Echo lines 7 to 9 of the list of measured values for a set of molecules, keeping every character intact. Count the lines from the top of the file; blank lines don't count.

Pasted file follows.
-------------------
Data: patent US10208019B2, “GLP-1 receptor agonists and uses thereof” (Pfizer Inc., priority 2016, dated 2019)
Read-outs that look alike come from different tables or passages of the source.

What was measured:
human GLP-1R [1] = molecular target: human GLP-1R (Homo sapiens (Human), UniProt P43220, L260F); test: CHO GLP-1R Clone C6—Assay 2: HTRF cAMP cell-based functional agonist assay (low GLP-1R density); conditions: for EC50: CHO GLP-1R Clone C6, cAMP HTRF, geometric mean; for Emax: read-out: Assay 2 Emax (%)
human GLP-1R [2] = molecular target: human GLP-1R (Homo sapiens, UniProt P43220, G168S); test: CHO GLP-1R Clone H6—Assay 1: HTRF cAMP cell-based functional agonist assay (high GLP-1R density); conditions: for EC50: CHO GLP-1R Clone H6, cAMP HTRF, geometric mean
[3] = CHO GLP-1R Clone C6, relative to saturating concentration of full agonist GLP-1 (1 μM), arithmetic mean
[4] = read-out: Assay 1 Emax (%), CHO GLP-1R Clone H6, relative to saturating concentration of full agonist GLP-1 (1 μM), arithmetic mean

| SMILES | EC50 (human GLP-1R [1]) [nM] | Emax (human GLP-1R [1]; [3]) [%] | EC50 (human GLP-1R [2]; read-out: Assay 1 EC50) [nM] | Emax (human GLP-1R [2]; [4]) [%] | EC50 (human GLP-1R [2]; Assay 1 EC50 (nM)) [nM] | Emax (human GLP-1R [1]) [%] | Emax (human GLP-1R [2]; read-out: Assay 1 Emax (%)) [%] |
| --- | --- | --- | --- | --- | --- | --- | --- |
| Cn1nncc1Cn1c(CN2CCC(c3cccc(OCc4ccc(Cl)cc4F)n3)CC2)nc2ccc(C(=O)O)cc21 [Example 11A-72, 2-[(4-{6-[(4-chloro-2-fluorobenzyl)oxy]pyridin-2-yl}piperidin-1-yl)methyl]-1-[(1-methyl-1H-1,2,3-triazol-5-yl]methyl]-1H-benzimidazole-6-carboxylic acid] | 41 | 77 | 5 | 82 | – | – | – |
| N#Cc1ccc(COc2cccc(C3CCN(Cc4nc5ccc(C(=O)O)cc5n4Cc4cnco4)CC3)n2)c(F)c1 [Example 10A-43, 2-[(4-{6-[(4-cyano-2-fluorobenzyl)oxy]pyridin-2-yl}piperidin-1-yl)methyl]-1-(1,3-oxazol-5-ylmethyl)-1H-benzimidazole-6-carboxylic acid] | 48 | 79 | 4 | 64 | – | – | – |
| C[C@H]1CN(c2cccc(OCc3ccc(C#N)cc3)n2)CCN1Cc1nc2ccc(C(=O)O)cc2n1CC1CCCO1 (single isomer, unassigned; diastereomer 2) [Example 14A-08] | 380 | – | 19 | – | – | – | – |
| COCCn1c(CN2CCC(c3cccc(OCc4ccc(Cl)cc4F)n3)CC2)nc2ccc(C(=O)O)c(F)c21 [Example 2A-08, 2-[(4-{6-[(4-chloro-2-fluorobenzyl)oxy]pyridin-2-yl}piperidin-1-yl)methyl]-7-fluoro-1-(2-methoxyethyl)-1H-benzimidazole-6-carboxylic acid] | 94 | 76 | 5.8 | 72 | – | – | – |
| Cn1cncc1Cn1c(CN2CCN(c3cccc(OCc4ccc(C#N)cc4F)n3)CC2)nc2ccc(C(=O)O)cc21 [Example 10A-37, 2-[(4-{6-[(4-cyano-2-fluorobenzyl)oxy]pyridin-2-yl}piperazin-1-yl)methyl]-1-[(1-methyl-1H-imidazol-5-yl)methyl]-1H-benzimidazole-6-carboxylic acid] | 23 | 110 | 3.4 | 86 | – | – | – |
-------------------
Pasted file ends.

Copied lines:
[4] = read-out: Assay 1 Emax (%), CHO GLP-1R Clone H6, relative to saturating concentration of full agonist GLP-1 (1 μM), arithmetic mean

| SMILES | EC50 (human GLP-1R [1]) [nM] | Emax (human GLP-1R [1]; [3]) [%] | EC50 (human GLP-1R [2]; read-out: Assay 1 EC50) [nM] | Emax (human GLP-1R [2]; [4]) [%] | EC50 (human GLP-1R [2]; Assay 1 EC50 (nM)) [nM] | Emax (human GLP-1R [1]) [%] | Emax (human GLP-1R [2]; read-out: Assay 1 Emax (%)) [%] |
| --- | --- | --- | --- | --- | --- | --- | --- |